» Back to Blog Page
Mallorquin Sa Fortaleza – The most Expensive Mansion in Spain
Sa Fortaleza has been considered on some occasion as the most expensive mansion in Spain. In 2008, just before the crisis, it was sold for 125 million €. At that time, the London real estate agency Private Office and office of Engel & Völkers in Pollença (Mallorca) – the agencies offering the property- estimated it was only within the reach of a thousand people of the world.
Some years later in 2011, it was sold again. British millionaire James Lupton paid between 30 and 35 million pounds, some 40 million € according to the newspaper Última Hora. Now it is rented for events, fiestas and for the filming of the excellent series. The model Helen Lindes married the basketball player Rudy Fernández at the property and in February 2015, the British Conservative Party raffled a visit to the complex La Fortalesa de Pollença to raise party funds.
Despite ‘being on the market’ for the shooting of films, publicity and festive events, a certain secretiveness surrounds the property. The real estate agencies such as Kühn & Partner, deny authorisation to publish photos which they hold, and which are on several pages on their website, and the local tourism office has no details on visiting the place, although some media report it is opened four days a year – with no photos.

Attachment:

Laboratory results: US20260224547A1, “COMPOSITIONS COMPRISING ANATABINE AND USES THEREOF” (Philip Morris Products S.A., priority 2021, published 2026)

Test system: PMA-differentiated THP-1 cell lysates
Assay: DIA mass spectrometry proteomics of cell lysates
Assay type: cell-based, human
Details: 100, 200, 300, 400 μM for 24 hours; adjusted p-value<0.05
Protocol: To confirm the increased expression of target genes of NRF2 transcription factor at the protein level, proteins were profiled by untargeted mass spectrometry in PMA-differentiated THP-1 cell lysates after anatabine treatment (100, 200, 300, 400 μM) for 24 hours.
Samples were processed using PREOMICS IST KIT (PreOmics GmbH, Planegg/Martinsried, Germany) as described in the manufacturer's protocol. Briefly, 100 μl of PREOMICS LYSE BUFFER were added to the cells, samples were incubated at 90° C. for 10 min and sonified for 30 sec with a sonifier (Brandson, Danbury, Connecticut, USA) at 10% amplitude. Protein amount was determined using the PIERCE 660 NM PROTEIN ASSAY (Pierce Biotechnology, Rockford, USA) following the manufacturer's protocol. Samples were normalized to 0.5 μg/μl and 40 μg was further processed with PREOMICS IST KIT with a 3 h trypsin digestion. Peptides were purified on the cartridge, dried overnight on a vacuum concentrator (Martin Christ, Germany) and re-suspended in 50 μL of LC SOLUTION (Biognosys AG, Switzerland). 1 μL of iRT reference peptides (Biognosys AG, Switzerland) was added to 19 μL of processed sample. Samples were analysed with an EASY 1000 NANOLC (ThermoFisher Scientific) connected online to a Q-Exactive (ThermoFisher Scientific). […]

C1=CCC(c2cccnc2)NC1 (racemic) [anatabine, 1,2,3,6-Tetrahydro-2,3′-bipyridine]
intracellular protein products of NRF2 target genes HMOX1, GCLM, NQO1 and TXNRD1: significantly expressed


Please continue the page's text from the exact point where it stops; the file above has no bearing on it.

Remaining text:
In reality, Sa Fortaleza is not a house, but a village, situated on a plot of land of 87,350 square metres, with 1,427 square metres of terraces and 1,100 square metres of gardens, private beaches, and a heliport; in total seven houses and 17 bedrooms.
This fortification was constructed in 1628 to defend the peninsular from Pollença from the incursions of the Berbers. It is found in Predio de Albercuitx in the bay of Pollença Port (Mallorca). The Argentinean artist Roberto Ramauge purchased it in 1919 for 45.000 pesetas and turned it into a meeting place for the vanguard painters of the time such as Sorolla, Anglada Camarassa, Andrés Segovia and others. During the Civil War it was expropriated and only some three decades later did it return to private hands.
Source: Typically Spanish
» Back to Blog Page